The Studies in Inter-Religious Relations in Plural Societies Programme (SRP) held a webinar on 30 January 2023 titled “Buddhist Nationalism in Myanmar and Sri Lanka: Rhetoric, Responses, Challenges”. Convened and chaired by Assistant Professor Rafal Stepien, the panel featured two experts on the region: Matthew Walton, Assistant Professor of Comparative Political Theory at the University of Toronto, and Elizabeth Harris, Honorary Senior Research Fellow with the Edward Cadbury Centre for the Public Understanding of Religion at the University of Birmingham.
Professor Walton began his talk on Buddhist nationalism in Myanmar with a brief survey of the key actors involved. Thereafter, he argued that the term “Buddhist nationalism” should be disaggregated to refer to “an assemblage of groups, goals, enemies, practices and concepts”. Finally, Walton highlighted that the wider repercussions of revolutionary sentiments against the military coup for the Buddhist nationalist movement remain to be seen.
Professor Harris traced the roots and expressions of Sinhala Buddhist identity in Sri Lanka through a historical lens. She argued that the association of “Sinhalaness” with Buddhism, together with the inheritance of colonialism, contributed to a situation of “subordinating inclusivism”, whereby religious minorities were only embraced if they accepted Buddhism’s place at the top of Sri Lanka’s religious hierarchy. In her reflection, she noted that historical legacies, coupled with contemporary geopolitical circumstances, have kept the perception of threat fresh in the mind of Buddhist nationalists.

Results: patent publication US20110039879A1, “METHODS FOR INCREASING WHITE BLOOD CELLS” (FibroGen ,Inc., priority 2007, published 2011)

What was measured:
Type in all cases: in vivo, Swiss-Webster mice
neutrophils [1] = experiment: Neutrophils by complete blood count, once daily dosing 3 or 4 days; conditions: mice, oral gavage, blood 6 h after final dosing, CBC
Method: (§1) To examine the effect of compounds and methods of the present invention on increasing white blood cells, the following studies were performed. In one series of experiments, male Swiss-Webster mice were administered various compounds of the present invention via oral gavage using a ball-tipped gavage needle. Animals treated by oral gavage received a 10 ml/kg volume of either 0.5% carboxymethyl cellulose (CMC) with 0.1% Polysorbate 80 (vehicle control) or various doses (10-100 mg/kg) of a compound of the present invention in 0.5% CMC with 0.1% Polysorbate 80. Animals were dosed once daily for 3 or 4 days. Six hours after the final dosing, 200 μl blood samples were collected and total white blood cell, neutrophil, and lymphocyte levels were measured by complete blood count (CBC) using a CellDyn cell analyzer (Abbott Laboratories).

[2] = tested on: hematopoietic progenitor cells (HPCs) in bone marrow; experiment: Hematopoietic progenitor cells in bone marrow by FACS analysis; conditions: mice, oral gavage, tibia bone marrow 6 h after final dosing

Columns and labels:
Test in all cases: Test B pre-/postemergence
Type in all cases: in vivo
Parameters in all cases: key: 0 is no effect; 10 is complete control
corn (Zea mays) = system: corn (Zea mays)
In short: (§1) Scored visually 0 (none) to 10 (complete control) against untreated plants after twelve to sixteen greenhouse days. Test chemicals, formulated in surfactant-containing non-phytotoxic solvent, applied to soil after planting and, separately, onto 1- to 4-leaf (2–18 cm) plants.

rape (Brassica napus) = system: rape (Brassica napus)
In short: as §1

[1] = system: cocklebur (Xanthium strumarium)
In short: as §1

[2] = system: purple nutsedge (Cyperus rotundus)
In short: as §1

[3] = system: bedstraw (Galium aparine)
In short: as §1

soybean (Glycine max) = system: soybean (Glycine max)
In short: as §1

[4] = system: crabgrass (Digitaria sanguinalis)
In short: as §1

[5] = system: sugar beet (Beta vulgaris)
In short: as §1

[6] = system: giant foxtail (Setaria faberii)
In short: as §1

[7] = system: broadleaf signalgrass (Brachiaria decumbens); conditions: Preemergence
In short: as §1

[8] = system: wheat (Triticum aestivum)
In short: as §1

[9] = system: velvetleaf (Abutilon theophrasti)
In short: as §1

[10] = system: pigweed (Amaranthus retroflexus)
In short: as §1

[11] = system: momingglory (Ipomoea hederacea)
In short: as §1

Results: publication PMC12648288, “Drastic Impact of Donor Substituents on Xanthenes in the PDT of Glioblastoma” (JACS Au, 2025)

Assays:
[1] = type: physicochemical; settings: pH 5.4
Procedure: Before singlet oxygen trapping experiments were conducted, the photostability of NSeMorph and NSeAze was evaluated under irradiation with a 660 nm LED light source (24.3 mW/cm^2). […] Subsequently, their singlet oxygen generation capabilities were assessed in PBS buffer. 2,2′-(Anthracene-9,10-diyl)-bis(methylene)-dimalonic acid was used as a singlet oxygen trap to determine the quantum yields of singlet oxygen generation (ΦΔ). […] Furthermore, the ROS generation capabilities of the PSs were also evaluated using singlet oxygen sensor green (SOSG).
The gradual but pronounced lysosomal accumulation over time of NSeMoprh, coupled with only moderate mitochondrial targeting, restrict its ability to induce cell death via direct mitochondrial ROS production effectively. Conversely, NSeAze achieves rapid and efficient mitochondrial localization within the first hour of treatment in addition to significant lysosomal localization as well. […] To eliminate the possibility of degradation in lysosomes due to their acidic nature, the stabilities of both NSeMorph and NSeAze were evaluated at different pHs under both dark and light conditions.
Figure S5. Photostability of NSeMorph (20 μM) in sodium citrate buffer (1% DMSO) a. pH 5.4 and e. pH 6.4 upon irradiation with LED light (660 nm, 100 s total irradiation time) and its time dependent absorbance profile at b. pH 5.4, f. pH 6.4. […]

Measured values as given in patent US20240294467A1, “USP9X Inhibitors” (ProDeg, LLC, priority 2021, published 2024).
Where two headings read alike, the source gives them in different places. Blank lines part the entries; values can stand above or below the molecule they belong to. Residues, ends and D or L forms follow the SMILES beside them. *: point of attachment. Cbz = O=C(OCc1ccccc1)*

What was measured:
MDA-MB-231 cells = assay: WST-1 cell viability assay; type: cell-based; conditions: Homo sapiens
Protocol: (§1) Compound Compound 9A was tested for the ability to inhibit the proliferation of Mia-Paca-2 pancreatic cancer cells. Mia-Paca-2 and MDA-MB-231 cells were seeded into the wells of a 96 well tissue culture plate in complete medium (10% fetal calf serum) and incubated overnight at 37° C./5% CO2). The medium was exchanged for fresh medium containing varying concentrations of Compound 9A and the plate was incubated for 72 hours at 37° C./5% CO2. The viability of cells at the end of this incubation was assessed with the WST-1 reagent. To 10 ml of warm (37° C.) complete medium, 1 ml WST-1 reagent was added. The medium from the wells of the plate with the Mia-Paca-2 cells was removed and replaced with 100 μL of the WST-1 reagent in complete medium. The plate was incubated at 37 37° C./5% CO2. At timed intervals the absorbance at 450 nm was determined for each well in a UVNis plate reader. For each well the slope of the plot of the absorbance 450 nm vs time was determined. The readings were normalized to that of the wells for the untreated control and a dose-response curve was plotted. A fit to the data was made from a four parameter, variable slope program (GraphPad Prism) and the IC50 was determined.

The webinar concluded with a lively discussion spurred by attendees’ questions. Walton, in particular, emphasised the role of hyperlocal examples in enabling the discursive strategies of Buddhist nationalists to proliferate at national, regional, and global levels. Meanwhile, Harris emphasised that plural societies intent on maintaining interreligious harmony should maintain equal playing fields for all communities so that everyone feels assured their positions are represented by political leaders.